Opuntia phaeacantha Engelm.
Tulip prickly pear, Brownspine prickly pear cactus, Purple-fruited prickly pear, Brown-spined prickly pear, New mexico prickly pear, Desert prickly pear
Cactaceae (Cactus Family)
Synonym(s): Opuntia arizonica, Opuntia canada, Opuntia charlestonensis, Opuntia dulcis, Opuntia engelmannii var. cycloides, Opuntia gilvescens, Opuntia mojavensis, Opuntia phaeacantha var. brunnea, Opuntia phaeacantha var. camanchica, Opuntia phaeacantha var. major, Opuntia phaeacantha var. mojavensis, Opuntia phaeacantha var. nigricans, Opuntia phaeacantha var. phaeacantha, Opuntia phaeacantha var. superbospina, Opuntia superbospina, Opuntia woodsii
USDA Symbol: OPPH
This prickly-pear cactus forms dense thickets 8 ft. across and up to 8 ft. tall, though usually shorter. Common to abundant in abandoned pastures and old fields on stony soil. Forms low patches of flat joints, stem segments, or horizontal lines of 3 or more joints standing on edge, some tinged reddish purple in winter. Spines of 2 kinds: one kind 1/2 to 2 inches long and single, or 2 or 4 together, gray to brown or yellowish, sometimes pointing downward, and the other kind minute ones in dense oval clusters from which the long spines arise. Flowers showy, yellow, often with a red center, up to 3 inches wide, opening in April and May. Fruit fleshy, up to 2 1/4 inches long, purplish, flattened to concave at the apex, tapering to the base.
The Desert Prickly-pear is an erect or sprawling shrub with fleshy fruit and brown to black spines. This species has a very wide range, and up to ten or more varieties have been described, making exact identification confusing. Usually the varieties are distinguished by pad size, spine distribution on the pad, spine color and size, and fruit length. The Desert Prickly-pear has adapted to both the deserts of Texas and the cool moist forests of the Rocky Mountains. It blooms from April to June.
From the Image Gallery
Plant CharacteristicsDuration: Perennial
Leaf Retention: Evergreen
Size Notes: Stem pads may be up to 8in wide and 12in long, forming clumps often over 10ft in diameter.
Flower: Flowers 2 inches long
Fruit: Purple 2-3 inches long
Size Class: 3-6 ft.
Bloom InformationBloom Color: Red , Orange , Yellow
Bloom Time: Apr , May , Jun , Jul
DistributionUSA: AZ , CA , CO , KS , NM , NV , OK , SD , TX , UT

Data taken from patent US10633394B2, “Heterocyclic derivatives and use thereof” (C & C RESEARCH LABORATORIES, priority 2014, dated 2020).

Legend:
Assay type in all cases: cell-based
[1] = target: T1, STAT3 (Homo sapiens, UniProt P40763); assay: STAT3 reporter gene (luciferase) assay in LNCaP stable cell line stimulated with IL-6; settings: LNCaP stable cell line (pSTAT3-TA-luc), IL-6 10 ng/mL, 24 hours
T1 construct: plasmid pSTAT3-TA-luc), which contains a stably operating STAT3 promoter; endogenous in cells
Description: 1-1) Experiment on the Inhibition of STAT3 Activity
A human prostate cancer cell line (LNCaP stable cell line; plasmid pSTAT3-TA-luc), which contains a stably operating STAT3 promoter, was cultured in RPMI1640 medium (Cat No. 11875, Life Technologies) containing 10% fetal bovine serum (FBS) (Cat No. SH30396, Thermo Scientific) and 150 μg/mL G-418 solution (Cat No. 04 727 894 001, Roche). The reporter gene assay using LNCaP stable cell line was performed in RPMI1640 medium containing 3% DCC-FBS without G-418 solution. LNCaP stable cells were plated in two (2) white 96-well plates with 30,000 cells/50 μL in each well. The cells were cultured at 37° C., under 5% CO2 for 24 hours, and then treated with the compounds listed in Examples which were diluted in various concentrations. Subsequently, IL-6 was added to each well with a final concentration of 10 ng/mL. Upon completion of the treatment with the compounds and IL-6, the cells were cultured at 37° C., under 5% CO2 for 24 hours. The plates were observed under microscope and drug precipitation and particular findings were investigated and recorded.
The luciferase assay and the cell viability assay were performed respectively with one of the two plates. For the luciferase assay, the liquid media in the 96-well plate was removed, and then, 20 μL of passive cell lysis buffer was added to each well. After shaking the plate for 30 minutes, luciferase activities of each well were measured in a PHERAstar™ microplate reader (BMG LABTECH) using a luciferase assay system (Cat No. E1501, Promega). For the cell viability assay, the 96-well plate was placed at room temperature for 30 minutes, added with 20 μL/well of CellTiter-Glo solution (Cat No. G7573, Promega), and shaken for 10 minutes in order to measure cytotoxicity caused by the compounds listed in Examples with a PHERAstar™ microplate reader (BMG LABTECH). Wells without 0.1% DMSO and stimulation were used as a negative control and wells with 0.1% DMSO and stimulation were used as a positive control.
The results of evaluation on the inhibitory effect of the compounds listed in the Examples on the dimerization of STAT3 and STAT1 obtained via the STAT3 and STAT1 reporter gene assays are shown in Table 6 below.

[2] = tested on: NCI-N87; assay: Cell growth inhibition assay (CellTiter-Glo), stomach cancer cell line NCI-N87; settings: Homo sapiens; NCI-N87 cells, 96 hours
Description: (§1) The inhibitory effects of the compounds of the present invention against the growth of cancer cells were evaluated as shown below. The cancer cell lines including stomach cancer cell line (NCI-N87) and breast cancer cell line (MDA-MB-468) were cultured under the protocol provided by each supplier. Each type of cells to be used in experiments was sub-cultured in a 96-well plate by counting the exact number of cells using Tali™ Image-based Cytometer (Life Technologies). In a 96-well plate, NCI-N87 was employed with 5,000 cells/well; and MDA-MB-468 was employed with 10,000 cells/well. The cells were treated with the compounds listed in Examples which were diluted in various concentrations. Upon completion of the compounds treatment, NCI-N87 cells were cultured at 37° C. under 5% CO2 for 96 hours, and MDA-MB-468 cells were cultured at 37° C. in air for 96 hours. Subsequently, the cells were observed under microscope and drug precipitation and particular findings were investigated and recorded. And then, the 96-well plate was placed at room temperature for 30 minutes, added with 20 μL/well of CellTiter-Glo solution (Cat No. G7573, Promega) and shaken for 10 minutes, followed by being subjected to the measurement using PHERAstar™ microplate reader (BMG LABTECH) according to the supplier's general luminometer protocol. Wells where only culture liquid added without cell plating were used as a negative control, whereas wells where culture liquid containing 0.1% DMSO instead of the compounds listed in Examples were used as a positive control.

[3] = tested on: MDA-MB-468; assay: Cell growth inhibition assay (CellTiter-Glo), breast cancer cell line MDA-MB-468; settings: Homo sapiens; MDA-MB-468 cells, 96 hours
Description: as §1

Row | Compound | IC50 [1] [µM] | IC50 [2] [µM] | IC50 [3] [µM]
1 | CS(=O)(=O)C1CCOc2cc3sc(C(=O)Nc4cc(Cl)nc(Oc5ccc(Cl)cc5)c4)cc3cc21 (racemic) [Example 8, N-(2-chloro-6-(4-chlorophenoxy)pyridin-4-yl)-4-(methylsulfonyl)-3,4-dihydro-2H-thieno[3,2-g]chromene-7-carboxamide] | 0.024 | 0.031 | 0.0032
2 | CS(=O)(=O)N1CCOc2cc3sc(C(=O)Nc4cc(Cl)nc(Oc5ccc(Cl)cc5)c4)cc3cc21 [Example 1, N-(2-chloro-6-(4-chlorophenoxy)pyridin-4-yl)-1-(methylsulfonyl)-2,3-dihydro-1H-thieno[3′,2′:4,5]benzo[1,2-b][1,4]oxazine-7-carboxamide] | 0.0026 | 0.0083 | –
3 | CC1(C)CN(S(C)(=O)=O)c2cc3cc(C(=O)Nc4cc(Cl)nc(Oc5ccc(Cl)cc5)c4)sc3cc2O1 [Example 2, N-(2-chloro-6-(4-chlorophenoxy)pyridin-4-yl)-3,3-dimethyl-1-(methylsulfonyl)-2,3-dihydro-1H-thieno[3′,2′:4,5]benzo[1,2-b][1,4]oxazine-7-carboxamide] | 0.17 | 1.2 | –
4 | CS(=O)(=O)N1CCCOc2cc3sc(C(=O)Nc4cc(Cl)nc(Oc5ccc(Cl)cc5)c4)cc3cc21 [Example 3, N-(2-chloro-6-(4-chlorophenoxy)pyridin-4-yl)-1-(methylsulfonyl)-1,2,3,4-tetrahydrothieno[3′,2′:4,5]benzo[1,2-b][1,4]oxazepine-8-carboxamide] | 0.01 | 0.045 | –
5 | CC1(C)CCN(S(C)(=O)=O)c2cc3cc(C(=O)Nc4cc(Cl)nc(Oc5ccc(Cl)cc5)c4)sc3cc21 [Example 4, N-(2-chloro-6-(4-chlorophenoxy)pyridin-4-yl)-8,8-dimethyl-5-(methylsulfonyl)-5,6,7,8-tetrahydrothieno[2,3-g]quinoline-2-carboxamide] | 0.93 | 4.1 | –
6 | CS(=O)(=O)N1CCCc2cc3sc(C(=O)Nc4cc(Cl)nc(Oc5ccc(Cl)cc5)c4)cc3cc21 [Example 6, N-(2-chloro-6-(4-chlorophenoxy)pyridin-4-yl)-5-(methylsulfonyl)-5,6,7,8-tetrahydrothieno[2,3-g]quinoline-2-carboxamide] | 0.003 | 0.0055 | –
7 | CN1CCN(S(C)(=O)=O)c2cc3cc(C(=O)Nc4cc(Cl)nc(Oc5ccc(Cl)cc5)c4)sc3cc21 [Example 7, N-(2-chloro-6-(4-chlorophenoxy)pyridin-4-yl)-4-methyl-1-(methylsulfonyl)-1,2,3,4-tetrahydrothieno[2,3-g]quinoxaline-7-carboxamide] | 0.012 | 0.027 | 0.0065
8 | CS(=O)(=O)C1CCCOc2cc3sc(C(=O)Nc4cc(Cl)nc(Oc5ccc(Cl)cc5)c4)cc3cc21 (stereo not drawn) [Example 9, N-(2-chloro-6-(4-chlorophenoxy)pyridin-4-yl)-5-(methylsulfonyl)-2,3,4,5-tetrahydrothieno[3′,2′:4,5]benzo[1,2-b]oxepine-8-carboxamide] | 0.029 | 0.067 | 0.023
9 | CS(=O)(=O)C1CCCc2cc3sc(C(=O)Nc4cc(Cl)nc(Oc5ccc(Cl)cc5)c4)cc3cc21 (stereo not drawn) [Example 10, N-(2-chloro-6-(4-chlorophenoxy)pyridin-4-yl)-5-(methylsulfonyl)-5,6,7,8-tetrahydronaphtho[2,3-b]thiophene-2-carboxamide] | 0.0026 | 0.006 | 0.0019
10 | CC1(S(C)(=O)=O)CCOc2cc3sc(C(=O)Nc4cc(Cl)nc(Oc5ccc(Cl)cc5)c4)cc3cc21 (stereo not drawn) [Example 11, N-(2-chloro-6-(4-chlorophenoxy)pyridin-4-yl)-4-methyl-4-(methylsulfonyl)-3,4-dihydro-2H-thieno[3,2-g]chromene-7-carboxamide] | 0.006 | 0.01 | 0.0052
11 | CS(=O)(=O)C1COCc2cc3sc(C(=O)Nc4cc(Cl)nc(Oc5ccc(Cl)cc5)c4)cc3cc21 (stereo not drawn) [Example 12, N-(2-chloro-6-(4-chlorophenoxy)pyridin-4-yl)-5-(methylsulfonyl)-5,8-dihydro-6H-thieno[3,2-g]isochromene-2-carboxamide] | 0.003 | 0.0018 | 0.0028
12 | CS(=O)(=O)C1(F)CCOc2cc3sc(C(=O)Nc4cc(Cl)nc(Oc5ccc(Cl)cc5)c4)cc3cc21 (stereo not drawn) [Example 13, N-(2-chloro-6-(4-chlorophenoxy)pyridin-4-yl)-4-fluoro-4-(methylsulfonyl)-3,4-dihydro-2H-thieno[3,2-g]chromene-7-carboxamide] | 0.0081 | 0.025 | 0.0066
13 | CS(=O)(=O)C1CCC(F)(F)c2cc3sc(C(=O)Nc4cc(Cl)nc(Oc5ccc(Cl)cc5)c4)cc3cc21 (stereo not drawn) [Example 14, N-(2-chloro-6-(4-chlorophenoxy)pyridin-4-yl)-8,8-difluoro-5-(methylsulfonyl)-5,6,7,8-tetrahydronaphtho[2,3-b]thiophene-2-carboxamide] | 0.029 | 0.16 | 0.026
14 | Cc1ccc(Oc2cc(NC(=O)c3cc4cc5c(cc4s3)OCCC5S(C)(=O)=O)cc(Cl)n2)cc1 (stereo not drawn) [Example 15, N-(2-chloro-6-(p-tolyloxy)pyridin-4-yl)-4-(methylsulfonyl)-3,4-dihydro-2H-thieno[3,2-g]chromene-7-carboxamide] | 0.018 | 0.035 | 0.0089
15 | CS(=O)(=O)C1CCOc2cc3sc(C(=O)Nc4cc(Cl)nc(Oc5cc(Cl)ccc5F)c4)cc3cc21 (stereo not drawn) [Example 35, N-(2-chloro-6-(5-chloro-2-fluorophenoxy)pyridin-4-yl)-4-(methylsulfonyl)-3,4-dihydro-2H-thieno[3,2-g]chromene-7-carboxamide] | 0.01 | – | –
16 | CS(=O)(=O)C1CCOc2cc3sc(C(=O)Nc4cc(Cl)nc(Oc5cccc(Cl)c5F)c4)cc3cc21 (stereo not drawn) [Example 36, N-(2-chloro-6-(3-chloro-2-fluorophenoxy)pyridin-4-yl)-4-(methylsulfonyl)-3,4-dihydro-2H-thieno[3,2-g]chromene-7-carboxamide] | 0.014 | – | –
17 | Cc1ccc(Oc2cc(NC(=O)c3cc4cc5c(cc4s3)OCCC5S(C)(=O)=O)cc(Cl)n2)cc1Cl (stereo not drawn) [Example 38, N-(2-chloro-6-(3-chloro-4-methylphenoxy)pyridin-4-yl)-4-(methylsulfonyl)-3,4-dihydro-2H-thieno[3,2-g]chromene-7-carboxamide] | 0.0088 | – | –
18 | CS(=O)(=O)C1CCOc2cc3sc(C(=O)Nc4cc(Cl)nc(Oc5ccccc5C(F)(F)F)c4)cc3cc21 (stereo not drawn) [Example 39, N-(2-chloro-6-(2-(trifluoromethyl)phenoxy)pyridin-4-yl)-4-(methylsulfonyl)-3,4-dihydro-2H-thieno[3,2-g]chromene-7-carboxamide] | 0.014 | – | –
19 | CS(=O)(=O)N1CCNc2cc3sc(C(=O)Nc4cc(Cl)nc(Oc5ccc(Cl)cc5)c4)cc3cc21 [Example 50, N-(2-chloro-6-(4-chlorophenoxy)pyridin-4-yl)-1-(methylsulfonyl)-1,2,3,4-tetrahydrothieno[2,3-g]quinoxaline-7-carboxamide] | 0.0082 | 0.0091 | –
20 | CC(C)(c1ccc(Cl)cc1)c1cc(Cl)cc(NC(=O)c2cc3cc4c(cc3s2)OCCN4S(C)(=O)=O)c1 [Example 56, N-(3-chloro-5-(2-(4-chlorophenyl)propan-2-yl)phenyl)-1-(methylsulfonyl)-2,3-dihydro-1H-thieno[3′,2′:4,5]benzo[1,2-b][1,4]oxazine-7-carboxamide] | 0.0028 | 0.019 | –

Native Distribution: UT, w. CO & locally in KS, s. to AZ, n. NM & w. TX
Native Habitat: Sandy or rocky hills, flats, valleys & canyons
Growing ConditionsWater Use: Low
Light Requirement: Part Shade
Soil Moisture: Dry
Heat Tolerant: yes
Soil Description: Sandy or rocky soils. Sandy, Sandy Loam, Medium Loam, Clay Loam, Clay
Conditions Comments: Not Available
BenefitUse Ornamental: Accent tree or shrub, Blooms ornamental, Showy
Use Wildlife: Seeds-Small mammals, Nectar-moths.
Warning: These cacti have sharp spines as well as tiny barbed hairs called glochids that can be difficult to remove from the skin.
Conspicuous Flowers: yes
Deer Resistant: High
Value to Beneficial InsectsSpecial Value to Native Bees
This information was provided by the Pollinator Program at The Xerces Society for Invertebrate Conservation.
From the National Organizations DirectoryAccording to the species list provided by Affiliate Organizations, this plant is on display at the following locations:
Santa Barbara Botanic Garden - Santa Barbara, CA
Texas Parks and Wildlife Department - Austin, TX
BibliographyBibref 1141 - Cactuses of Big Bend National Park (1998) Evans, Douglas B.
Bibref 354 - Native & Naturalized Woody Plants of Austin & the Hill Country (1981) Lynch, D.
Bibref 995 - Native Landscaping from El Paso to L.A. (2000) Wasowski, S. and A. Wasowski
Bibref 318 - Native Texas Plants: Landscaping Region by Region (2002) Wasowski, S. & A. Wasowski
Bibref 291 - Texas Wildscapes: Gardening for Wildlife (1999) Damude, N. & K.C. Bender
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Additional resourcesUSDA: Find Opuntia phaeacantha in USDA Plants
FNA: Find Opuntia phaeacantha in the Flora of North America (if available)
Google: Search Google for Opuntia phaeacantha
MetadataRecord Modified: 2010-11-05
Research By: TWC Staff